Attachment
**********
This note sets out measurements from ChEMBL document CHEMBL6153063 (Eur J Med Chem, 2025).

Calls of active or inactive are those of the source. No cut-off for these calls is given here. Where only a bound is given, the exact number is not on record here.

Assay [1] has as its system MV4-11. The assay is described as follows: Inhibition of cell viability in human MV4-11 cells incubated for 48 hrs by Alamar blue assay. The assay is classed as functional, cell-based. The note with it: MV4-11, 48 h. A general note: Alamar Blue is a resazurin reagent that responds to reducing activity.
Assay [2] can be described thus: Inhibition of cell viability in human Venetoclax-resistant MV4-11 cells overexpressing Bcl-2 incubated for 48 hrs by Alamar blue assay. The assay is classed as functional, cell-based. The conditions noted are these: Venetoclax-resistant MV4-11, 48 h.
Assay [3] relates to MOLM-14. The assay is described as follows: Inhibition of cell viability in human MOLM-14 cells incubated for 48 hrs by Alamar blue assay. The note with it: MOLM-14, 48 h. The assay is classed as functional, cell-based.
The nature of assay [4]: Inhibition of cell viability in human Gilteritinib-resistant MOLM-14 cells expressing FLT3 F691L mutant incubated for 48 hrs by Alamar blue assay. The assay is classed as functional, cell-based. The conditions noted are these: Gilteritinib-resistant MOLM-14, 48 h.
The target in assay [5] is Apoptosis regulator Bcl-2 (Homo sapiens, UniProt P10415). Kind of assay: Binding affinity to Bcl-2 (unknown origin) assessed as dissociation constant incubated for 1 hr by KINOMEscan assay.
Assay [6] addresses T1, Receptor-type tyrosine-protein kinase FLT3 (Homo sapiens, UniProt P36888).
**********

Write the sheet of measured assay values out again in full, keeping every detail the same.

This note sets out measurements from ChEMBL document CHEMBL6153063 (Eur J Med Chem, 2025).

Calls of active or inactive are those of the source. No cut-off for these calls is given here. Where only a bound is given, the exact number is not on record here.

Assay [1] has as its system MV4-11. The assay is described as follows: Inhibition of cell viability in human MV4-11 cells incubated for 48 hrs by Alamar blue assay. The assay is classed as functional, cell-based. The note with it: MV4-11, 48 h. A general note: Alamar Blue is a resazurin reagent that responds to reducing activity.
Assay [2] can be described thus: Inhibition of cell viability in human Venetoclax-resistant MV4-11 cells overexpressing Bcl-2 incubated for 48 hrs by Alamar blue assay. The assay is classed as functional, cell-based. The conditions noted are these: Venetoclax-resistant MV4-11, 48 h.
Assay [3] relates to MOLM-14. The assay is described as follows: Inhibition of cell viability in human MOLM-14 cells incubated for 48 hrs by Alamar blue assay. The note with it: MOLM-14, 48 h. The assay is classed as functional, cell-based.
The nature of assay [4]: Inhibition of cell viability in human Gilteritinib-resistant MOLM-14 cells expressing FLT3 F691L mutant incubated for 48 hrs by Alamar blue assay. The assay is classed as functional, cell-based. The conditions noted are these: Gilteritinib-resistant MOLM-14, 48 h.
The target in assay [5] is Apoptosis regulator Bcl-2 (Homo sapiens, UniProt P10415). Kind of assay: Binding affinity to Bcl-2 (unknown origin) assessed as dissociation constant incubated for 1 hr by KINOMEscan assay.
Assay [6] addresses T1, Receptor-type tyrosine-protein kinase FLT3 (Homo sapiens, UniProt P36888).